TRE in The Sunday Times – 1st Oct 2017

‘The new wellbeing craze of shaking your body promises instant relief from tension and fatigue’

For the full article click here

The premise of shaking is that it releases tension and energises the body — neither of which actually requires any faith in woo-woo wisdom (though there’s plenty, if you’re asking). It’s simple: if, like me, your body defaults to a tight clench, or if your days are spent mostly deskbound, it makes sense that waggling your limbs opposes both of those forces. In fact, it’s so eminently sensible — while also being utterly ludicrous — that it’s cropping up everywhere. Gabby Bernstein, the Oprah of the glamorous, modern new-age crowd, encourages acolytes to shake their bodies to Florence + the Machine’s Shake It Out to “enliven” themselves at her 1,000-strong events.

The celebrity life coach Tony Robbins advises shaking it out whenever angry, frustrated or sad — it’s normal for his motivational seminars to resemble banging raves, while his devotees flail around exorcising their demons, or “interrupting old narratives that don’t serve you”.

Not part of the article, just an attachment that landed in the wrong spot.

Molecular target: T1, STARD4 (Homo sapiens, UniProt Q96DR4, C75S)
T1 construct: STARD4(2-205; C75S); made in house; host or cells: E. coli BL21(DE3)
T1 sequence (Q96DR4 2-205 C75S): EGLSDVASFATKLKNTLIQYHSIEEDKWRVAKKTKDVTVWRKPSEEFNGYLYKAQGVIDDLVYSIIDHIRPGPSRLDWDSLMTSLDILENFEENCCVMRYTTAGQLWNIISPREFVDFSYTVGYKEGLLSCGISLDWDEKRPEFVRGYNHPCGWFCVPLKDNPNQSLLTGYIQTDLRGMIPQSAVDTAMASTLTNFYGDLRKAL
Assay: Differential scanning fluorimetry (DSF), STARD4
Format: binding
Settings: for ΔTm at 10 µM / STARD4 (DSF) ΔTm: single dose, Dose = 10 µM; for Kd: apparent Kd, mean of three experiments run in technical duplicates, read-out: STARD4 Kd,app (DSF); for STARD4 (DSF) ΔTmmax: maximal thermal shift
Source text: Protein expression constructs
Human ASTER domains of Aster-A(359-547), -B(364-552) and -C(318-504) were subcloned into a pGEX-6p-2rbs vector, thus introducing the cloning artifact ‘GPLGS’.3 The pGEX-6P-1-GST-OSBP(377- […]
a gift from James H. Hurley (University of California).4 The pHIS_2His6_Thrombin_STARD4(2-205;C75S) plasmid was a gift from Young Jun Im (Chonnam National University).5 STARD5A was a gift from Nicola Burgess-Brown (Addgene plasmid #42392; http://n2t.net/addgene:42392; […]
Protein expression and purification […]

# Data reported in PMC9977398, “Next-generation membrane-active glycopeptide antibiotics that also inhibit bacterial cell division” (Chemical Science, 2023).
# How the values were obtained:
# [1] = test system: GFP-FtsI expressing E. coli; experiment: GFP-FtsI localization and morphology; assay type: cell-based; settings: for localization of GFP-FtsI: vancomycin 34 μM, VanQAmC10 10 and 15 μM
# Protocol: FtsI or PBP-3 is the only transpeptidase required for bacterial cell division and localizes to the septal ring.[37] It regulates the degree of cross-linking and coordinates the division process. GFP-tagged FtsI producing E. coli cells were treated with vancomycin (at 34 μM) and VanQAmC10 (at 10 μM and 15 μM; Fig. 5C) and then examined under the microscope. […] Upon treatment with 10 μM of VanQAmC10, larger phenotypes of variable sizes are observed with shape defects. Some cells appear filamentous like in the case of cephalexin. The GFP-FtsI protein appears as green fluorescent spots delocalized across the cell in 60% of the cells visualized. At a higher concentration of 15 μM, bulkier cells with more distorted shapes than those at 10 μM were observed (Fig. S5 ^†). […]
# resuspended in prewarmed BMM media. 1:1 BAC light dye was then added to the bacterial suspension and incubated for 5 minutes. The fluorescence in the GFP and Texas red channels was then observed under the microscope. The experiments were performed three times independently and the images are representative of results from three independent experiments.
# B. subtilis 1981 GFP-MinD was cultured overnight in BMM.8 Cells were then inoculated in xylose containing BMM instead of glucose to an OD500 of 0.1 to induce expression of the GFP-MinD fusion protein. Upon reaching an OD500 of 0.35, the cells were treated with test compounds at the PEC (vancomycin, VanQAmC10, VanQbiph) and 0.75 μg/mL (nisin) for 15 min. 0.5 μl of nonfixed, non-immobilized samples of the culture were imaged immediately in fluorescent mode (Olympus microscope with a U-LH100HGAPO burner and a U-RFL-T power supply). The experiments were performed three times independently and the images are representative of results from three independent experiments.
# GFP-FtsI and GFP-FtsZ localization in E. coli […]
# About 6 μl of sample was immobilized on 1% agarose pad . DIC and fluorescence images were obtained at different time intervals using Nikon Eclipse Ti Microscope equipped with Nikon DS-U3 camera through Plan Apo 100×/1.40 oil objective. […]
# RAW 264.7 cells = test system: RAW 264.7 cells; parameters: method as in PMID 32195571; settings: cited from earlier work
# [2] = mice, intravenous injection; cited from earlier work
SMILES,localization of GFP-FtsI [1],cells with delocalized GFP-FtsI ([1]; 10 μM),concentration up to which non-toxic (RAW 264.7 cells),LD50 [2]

Shaking crops up in numerous different disciplines: t’ai chi, kundalini yoga, qi gong, Osho dynamic meditation, TRE (tension and trauma release exercise), qoya (a dance-based “wild woman” practice) and Brazilian bioenergetics (a movement therapy) — they can’t all be talking nonsense, surely. There are technical differences: for example, in t’ai chi your legs stay rooted, while TRE, kundalini and bioenergetics aim to induce an involuntary shaking. All are essentially a form of “movement meditation”, and it doesn’t seem to matter which you choose.

There’s some physiological logic behind shaking. “A noisy neighbour or an argument with your husband takes you down the same fear pathway as fleeing a tiger,” says Steve Haines, who runs TRE workshops at Triyoga in London. It’s hard to think clearly when we’re tense. “We feel stuck, numb, absent and depressive.” Change the physiology, though, “so you feel released and connected”, and the effect is “a sense of joy, ease and comfort”. This, he says, leads to better sleep, more stability and confidence, and less pain. Diverting energy from stress, he claims, means resources can go into “the long, slow projects” such as libido, digestion, the immune system and skin. Let’s shake to that.